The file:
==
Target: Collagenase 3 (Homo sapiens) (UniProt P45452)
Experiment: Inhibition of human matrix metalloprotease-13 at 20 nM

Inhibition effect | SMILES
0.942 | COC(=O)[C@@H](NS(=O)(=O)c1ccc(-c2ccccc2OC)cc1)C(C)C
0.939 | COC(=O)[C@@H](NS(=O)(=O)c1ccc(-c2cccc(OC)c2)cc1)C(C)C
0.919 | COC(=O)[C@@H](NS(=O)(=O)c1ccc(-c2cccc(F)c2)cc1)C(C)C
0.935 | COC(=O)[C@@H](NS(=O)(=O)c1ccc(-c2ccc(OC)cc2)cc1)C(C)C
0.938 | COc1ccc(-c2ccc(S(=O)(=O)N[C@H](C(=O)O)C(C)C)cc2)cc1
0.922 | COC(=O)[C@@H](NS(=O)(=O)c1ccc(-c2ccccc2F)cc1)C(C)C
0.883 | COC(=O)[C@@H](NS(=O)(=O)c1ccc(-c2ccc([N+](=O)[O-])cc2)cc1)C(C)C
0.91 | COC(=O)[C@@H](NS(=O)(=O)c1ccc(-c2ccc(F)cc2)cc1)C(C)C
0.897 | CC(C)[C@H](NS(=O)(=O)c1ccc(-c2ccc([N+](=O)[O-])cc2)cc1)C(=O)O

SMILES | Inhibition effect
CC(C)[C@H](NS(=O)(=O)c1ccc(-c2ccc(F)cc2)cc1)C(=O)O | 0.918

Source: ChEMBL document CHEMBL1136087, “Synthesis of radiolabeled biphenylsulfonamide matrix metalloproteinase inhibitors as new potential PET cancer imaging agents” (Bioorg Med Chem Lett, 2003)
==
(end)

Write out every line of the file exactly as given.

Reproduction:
Target: Collagenase 3 (Homo sapiens) (UniProt P45452)
Experiment: Inhibition of human matrix metalloprotease-13 at 20 nM

Inhibition effect | SMILES
0.942 | COC(=O)[C@@H](NS(=O)(=O)c1ccc(-c2ccccc2OC)cc1)C(C)C
0.939 | COC(=O)[C@@H](NS(=O)(=O)c1ccc(-c2cccc(OC)c2)cc1)C(C)C
0.919 | COC(=O)[C@@H](NS(=O)(=O)c1ccc(-c2cccc(F)c2)cc1)C(C)C
0.935 | COC(=O)[C@@H](NS(=O)(=O)c1ccc(-c2ccc(OC)cc2)cc1)C(C)C
0.938 | COc1ccc(-c2ccc(S(=O)(=O)N[C@H](C(=O)O)C(C)C)cc2)cc1
0.922 | COC(=O)[C@@H](NS(=O)(=O)c1ccc(-c2ccccc2F)cc1)C(C)C
0.883 | COC(=O)[C@@H](NS(=O)(=O)c1ccc(-c2ccc([N+](=O)[O-])cc2)cc1)C(C)C
0.91 | COC(=O)[C@@H](NS(=O)(=O)c1ccc(-c2ccc(F)cc2)cc1)C(C)C
0.897 | CC(C)[C@H](NS(=O)(=O)c1ccc(-c2ccc([N+](=O)[O-])cc2)cc1)C(=O)O

SMILES | Inhibition effect
CC(C)[C@H](NS(=O)(=O)c1ccc(-c2ccc(F)cc2)cc1)C(=O)O | 0.918

Source: ChEMBL document CHEMBL1136087, “Synthesis of radiolabeled biphenylsulfonamide matrix metalloproteinase inhibitors as new potential PET cancer imaging agents” (Bioorg Med Chem Lett, 2003)